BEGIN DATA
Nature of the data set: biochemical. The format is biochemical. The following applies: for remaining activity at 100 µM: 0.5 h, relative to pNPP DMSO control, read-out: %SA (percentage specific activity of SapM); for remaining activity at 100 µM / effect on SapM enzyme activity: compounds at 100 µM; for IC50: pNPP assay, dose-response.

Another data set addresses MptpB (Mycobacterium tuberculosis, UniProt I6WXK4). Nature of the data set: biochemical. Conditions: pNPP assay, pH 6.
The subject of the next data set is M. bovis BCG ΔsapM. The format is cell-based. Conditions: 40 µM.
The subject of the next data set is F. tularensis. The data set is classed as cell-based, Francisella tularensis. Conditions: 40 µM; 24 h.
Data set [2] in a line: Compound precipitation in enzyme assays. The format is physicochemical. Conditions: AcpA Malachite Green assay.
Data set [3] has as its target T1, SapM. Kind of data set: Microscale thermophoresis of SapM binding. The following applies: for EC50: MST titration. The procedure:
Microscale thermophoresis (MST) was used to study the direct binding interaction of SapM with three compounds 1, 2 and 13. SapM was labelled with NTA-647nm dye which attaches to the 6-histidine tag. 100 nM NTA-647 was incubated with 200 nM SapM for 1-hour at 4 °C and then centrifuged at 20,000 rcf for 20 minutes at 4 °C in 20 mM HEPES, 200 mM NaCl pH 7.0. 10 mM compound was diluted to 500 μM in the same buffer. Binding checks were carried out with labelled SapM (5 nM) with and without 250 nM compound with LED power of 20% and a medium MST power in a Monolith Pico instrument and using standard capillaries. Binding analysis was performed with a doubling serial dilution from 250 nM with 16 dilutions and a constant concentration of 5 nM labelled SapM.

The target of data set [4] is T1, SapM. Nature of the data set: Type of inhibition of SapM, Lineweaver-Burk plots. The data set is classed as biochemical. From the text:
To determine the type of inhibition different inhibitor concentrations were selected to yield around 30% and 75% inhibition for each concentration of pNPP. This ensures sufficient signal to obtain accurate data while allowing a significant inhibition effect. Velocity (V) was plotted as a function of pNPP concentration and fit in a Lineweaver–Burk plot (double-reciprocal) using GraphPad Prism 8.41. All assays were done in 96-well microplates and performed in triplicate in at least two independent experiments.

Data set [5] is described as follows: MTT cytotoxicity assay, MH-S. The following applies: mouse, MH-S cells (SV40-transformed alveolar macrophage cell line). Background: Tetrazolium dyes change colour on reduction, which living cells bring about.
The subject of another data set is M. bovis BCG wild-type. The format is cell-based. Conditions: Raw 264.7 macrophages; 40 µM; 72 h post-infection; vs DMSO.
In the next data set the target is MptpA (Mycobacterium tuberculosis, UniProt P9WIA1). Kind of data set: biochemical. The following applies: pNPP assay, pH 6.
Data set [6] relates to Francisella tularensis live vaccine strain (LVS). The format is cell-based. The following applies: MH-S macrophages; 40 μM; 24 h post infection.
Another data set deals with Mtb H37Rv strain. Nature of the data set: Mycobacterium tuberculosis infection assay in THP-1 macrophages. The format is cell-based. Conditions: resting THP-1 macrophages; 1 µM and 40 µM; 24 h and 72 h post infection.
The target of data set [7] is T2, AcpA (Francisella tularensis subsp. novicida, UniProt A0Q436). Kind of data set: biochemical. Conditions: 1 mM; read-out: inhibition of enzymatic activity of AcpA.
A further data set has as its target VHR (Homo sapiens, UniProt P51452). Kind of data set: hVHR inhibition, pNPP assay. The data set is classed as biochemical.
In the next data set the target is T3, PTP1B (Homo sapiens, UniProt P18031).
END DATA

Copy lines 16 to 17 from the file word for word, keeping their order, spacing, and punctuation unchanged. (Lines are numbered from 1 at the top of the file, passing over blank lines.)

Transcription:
A further data set has as its target VHR (Homo sapiens, UniProt P51452). Kind of data set: hVHR inhibition, pNPP assay. The data set is classed as biochemical.
In the next data set the target is T3, PTP1B (Homo sapiens, UniProt P18031).